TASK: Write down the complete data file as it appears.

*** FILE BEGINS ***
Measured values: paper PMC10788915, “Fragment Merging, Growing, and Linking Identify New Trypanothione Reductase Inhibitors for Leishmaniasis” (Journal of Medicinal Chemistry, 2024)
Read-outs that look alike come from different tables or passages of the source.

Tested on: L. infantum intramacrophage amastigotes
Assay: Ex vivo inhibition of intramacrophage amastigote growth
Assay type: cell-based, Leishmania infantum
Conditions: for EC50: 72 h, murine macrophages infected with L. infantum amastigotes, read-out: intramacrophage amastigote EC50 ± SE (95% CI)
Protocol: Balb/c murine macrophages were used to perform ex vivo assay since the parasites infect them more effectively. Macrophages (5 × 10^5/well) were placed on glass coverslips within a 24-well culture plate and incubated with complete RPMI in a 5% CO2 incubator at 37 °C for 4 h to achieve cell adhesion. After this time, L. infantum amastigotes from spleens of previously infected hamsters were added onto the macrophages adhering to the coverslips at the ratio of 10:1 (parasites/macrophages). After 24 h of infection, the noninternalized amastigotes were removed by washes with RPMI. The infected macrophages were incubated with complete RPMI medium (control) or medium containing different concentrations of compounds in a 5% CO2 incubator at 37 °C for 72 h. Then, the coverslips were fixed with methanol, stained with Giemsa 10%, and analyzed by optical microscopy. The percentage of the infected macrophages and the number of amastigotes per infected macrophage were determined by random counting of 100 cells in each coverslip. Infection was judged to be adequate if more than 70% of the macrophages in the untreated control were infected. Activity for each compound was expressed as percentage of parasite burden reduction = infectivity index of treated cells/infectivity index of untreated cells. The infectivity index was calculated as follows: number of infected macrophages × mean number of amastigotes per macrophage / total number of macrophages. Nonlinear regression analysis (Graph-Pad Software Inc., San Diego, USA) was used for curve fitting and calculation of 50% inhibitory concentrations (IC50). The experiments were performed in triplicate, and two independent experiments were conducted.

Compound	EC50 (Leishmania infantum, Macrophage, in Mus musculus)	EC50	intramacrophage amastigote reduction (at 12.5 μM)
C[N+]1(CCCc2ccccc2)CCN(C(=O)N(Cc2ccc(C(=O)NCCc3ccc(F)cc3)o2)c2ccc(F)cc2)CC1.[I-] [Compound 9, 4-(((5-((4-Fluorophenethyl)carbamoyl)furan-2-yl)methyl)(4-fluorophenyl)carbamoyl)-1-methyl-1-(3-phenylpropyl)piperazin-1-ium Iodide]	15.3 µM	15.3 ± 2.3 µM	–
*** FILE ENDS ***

Measured values: paper PMC10788915, “Fragment Merging, Growing, and Linking Identify New Trypanothione Reductase Inhibitors for Leishmaniasis” (Journal of Medicinal Chemistry, 2024)
Read-outs that look alike come from different tables or passages of the source.

Tested on: L. infantum intramacrophage amastigotes
Assay: Ex vivo inhibition of intramacrophage amastigote growth
Assay type: cell-based, Leishmania infantum
Conditions: for EC50: 72 h, murine macrophages infected with L. infantum amastigotes, read-out: intramacrophage amastigote EC50 ± SE (95% CI)
Protocol: Balb/c murine macrophages were used to perform ex vivo assay since the parasites infect them more effectively. Macrophages (5 × 10^5/well) were placed on glass coverslips within a 24-well culture plate and incubated with complete RPMI in a 5% CO2 incubator at 37 °C for 4 h to achieve cell adhesion. After this time, L. infantum amastigotes from spleens of previously infected hamsters were added onto the macrophages adhering to the coverslips at the ratio of 10:1 (parasites/macrophages). After 24 h of infection, the noninternalized amastigotes were removed by washes with RPMI. The infected macrophages were incubated with complete RPMI medium (control) or medium containing different concentrations of compounds in a 5% CO2 incubator at 37 °C for 72 h. Then, the coverslips were fixed with methanol, stained with Giemsa 10%, and analyzed by optical microscopy. The percentage of the infected macrophages and the number of amastigotes per infected macrophage were determined by random counting of 100 cells in each coverslip. Infection was judged to be adequate if more than 70% of the macrophages in the untreated control were infected. Activity for each compound was expressed as percentage of parasite burden reduction = infectivity index of treated cells/infectivity index of untreated cells. The infectivity index was calculated as follows: number of infected macrophages × mean number of amastigotes per macrophage / total number of macrophages. Nonlinear regression analysis (Graph-Pad Software Inc., San Diego, USA) was used for curve fitting and calculation of 50% inhibitory concentrations (IC50). The experiments were performed in triplicate, and two independent experiments were conducted.

Compound	EC50 (Leishmania infantum, Macrophage, in Mus musculus)	EC50	intramacrophage amastigote reduction (at 12.5 μM)
C[N+]1(CCCc2ccccc2)CCN(C(=O)N(Cc2ccc(C(=O)NCCc3ccc(F)cc3)o2)c2ccc(F)cc2)CC1.[I-] [Compound 9, 4-(((5-((4-Fluorophenethyl)carbamoyl)furan-2-yl)methyl)(4-fluorophenyl)carbamoyl)-1-methyl-1-(3-phenylpropyl)piperazin-1-ium Iodide]	15.3 µM	15.3 ± 2.3 µM	–